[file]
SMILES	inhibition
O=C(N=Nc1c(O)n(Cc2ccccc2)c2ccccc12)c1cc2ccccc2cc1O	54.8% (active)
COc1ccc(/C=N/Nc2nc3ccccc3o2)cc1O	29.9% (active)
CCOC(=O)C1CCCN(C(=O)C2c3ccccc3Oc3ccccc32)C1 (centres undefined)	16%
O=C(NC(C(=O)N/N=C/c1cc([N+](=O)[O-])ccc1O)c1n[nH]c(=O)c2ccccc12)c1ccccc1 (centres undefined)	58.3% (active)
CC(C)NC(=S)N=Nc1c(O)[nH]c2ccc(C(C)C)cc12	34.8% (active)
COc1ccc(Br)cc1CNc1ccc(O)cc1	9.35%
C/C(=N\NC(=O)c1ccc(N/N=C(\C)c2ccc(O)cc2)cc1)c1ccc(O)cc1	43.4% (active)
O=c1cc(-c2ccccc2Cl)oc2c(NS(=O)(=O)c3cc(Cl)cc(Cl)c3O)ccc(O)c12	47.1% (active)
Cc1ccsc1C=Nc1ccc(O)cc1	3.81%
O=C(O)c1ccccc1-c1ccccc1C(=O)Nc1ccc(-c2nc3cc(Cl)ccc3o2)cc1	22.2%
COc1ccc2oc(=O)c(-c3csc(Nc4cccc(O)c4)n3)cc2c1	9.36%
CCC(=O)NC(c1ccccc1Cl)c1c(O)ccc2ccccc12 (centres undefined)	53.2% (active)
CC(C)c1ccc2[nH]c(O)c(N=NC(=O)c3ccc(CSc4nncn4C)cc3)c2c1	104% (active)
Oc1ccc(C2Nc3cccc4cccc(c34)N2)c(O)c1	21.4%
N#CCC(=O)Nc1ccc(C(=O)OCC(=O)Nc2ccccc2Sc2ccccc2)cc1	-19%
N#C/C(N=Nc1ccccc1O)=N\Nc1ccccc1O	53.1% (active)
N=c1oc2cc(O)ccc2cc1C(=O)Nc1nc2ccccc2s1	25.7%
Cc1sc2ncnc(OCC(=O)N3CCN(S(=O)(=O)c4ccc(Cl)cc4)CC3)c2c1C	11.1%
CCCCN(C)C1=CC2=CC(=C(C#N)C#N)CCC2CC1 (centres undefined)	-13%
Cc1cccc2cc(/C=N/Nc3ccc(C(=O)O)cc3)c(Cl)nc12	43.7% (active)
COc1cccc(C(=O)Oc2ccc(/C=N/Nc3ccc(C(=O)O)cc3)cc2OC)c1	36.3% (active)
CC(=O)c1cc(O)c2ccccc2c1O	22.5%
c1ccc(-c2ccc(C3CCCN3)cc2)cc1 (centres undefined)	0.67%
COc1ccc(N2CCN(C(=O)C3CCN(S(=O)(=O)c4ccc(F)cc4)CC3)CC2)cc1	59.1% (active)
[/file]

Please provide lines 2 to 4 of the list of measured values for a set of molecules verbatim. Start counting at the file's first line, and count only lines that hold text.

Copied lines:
O=C(N=Nc1c(O)n(Cc2ccccc2)c2ccccc12)c1cc2ccccc2cc1O	54.8% (active)
COc1ccc(/C=N/Nc2nc3ccccc3o2)cc1O	29.9% (active)
CCOC(=O)C1CCCN(C(=O)C2c3ccccc3Oc3ccccc32)C1 (centres undefined)	16%